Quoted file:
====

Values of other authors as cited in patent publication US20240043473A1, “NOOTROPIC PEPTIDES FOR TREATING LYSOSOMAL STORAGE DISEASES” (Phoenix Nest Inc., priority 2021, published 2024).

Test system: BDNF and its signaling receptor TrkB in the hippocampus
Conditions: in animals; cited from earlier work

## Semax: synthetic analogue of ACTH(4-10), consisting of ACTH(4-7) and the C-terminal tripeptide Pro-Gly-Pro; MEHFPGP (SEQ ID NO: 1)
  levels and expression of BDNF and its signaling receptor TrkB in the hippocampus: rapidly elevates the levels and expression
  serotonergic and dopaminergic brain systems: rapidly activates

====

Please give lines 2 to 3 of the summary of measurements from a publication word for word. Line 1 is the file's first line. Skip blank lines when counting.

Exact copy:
Test system: BDNF and its signaling receptor TrkB in the hippocampus
Conditions: in animals; cited from earlier work